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#Phonepunk#

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And Night Trap was not about politics? Who the vampires were supposed to be if not politics? 🤭😋🤣😜 more seriously, i can't believe he knows nothing about the whole Tetris story...
Night Trap is so ahead of it's time. it is almost a non-linear interactive film foretelling the future of Streaming Video. your role as a SCAT employee is spent exploring the power and responsibility of the surveillance state. the vampire villains at the heart of the story are upper middle class elites who prey on the young, specifically on college age students, a powerful analog to the crushing generational weight of college debt. the vampires are capitalists, they are selling blood, their customers being the Augers. your mission is to shut down the entire operation from top to bottom, taking down the users & buyers first and working your way up. this is symbolized by the end of the game taking place upstairs.

the interactive design asks that players manage their time, that they constantly make value judgement on the content, whether to switch to a new room, whether to rescue the girls, whether to not and see the fail sequence that you have missed. every performance is unique, as if the movie is live edited by the player. the footage itself is a kitschy delight, preserving the camp of the late 80s teen horror genre in a PG package, like some long lost artifact etched onto VHS tape. this delightful, historical work could easily run in an art gallery with preprogrammed and random sequences.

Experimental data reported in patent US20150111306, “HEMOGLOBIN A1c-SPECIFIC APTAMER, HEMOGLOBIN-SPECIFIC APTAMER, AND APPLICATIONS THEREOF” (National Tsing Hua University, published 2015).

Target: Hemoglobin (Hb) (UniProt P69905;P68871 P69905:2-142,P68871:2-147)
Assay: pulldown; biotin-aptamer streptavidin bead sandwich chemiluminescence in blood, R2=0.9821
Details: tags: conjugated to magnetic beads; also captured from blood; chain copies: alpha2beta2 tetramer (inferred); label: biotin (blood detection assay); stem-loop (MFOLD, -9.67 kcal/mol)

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Aintitcool

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Games are the highest form of media integrating many arts and made by a huge credit list of artist. They are not however 1 man 1 work. The artwork also lives with the players and how they play. It is an art unlike all other arts and I feel that's where people get mislead into games are not art.
 
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Danjin44

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As for games being art, I just have to laugh. These game creators can't craft dialogue, story, or dramatic plot at any level higher than Junior High School drama class. It's just one facepalm after another. They need to do what the guys who made the very first science fiction movie ... Forbidden Planet ... did and just remake a classical story. Forbidden Planet is The Tempest, redone as a sci-fi.
Why when people talk about games not being art is always about the story not being as good as movies? When I talk about games as art, I'm talking about games using their medium to tell their stories in unique way and even outside of the story using combination soundtrack and game's mechanics to make the boss fight epic and exciting. What I personally like about Yoko Taro's games is his not writing his story like his writing for movie he actually use video games as platform to tell his stories.